Speaking at the Committee of Supply Debate on March 6, Minister for Communications and Information, Dr Yaacob Ibrahim, highlighted the need for Singapore to build on its strong digital capabilities, such that the country is prepared for a digital future.
He said, “Like it or not, the digital economy is here to stay. Companies, citizens, and even the Government will have to make this transition. For businesses, the way markets are organised, the rise of the sharing and gig economy, and the global nature of competition on the Internet means that companies must stay agile in order to adapt to the changing business environment.”
“At the same time, companies will have to accumulate and develop the expertise needed to manage and secure inter-connected business systems, and to extract insights from the massive amounts of data that they are gathering.”
Individuals will also need new skills to thrive in the digital economy. “Whether you are a professional harnessing technology to transform your business, a hobbyist learning coding in your free time, a content creator figuring out how to engage your audiences online, or a casual user navigating the rich universe of online media, we all need to know more about what going digital really means.”
Further Dr. Ibrahim announced plans by IMDA to help Singaporeans gain new skills in Infocomm and media technologies through the TechSkills Accelerator programme. This programme will support media freelancers, and help businesses transform their operations and processes through digitalisation.
At the same time, Ministry also intends to grow the cybersecurity profession, such as to help companies protect and secure their valuable data. “Change is never easy, but we can minimise the dislocation we experience by understanding and preparing for it as early as we can,” Dr. Ibrahim said during the debate.
One of the ways for Singapore to achieve this growth is by strengthening partnership between the Government and businesses. Businesses on one hand are required to be proactive in maximising the potential of ICM technologies to deliver new services and products, even while exploring emerging markets.
See: MPs Suggest Slew of Measures for Singaporeans to Cope with the Digital Transition and Find Jobs
He emphasised the need for highly connected and cutting-edge companies, to be prepared to grapple with “the innovator’s dilemma” head on, in order to thrive in a digital economy.
The Government also needs to be highly connected, and at the cutting edge of technology adoption in how it delivers public services. Since, the expectations of citizens have increased in the recent times, this makes it incumbent on the Government to reach out to all Singaporeans and build trust in new ways, by leveraging technology.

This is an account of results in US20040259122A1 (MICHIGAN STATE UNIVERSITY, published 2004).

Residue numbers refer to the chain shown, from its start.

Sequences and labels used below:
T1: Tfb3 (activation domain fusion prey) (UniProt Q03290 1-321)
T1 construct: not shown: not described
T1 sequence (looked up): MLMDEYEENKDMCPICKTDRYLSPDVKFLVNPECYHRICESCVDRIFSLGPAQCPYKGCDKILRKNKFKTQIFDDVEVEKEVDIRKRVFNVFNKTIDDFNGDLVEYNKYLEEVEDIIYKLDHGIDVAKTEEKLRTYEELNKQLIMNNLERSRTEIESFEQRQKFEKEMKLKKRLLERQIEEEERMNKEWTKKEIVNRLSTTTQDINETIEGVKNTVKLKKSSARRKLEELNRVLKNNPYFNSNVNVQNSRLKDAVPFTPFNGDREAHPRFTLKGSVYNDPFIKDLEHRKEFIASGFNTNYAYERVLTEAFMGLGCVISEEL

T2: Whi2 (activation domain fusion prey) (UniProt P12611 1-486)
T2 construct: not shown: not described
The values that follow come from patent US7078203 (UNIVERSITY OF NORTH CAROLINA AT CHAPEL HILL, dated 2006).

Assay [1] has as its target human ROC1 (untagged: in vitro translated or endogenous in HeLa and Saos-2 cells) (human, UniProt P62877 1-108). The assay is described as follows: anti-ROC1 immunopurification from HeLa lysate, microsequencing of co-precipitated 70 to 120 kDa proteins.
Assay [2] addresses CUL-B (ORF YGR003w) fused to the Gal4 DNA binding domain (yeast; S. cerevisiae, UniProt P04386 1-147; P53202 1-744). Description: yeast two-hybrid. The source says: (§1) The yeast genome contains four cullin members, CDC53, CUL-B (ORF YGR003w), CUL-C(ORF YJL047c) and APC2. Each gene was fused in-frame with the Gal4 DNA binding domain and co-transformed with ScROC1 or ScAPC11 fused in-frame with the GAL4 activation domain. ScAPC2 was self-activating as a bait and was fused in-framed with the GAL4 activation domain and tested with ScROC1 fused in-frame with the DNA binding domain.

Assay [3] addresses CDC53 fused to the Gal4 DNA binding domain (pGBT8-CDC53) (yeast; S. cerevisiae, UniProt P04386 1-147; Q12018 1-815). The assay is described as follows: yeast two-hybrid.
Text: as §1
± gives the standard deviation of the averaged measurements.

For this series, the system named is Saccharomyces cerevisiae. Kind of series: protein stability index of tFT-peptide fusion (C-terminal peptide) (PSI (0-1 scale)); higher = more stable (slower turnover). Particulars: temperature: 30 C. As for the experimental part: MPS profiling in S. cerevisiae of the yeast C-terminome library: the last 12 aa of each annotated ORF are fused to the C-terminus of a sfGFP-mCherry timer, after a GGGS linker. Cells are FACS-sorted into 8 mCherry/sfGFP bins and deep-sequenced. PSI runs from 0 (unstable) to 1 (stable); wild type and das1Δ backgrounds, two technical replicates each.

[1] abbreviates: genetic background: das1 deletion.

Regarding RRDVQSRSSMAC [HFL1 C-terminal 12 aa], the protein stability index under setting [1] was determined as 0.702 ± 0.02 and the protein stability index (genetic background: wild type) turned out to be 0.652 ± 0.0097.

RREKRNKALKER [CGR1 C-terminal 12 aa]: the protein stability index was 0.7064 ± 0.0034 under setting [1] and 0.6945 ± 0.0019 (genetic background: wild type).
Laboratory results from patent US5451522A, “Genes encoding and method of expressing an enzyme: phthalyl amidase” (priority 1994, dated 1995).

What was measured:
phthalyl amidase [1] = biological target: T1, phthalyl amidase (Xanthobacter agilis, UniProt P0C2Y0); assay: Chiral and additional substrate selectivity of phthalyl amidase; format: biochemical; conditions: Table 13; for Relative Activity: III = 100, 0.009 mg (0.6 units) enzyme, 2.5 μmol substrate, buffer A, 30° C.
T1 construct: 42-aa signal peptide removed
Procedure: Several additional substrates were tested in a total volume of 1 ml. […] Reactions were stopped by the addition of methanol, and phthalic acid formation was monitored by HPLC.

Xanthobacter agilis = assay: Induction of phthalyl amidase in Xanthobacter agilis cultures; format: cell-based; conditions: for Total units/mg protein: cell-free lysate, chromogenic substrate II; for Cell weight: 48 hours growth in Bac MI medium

GovTech will lead the way by creating more government digital services that will help make life easier for Singaporean citizens on the go, and it will keep the citizen – young, old, technology-savvy or not – at the centre of the user experience. This means not only having the hardware and software in place, but also the heart ware: officers at our Citizen Connect Centres and libraries will serve as ambassadors and guides to help those less tech-savvy users, discover and maximise the benefits of transacting with the government digitally.
As a part of the strategy to deepen capabilities within the government sector, there will be more emphasis on driving digital transformation and technology adoption in a more integrated manner, with GovTech at the centre of these efforts. They will work in concert with 10,000 digital-ready officers across the public sector.
MCI along with its agencies, IMDA and GovTech will be at the centre of the change to help Singaporeans cope with the digital transformation smoothly and benefit from technology, that will bring the citizens together rather than driving them apart.
He urged the Government, businesses, citizens, workers, and civil society to join forces and shape the digital Singapore they want. Be it robotics, artificial intelligence or other new assistive technologies, the vision of a Smart Nation can only be realised when you ensure to harness technology that will improve the lives of many.
Dr. Ibrahim concluded expressing hopes, “Only when we come together, can we realise the benefits of a truly digital economy, a truly digital society, and a truly digital Government, without leaving anyone behind.”
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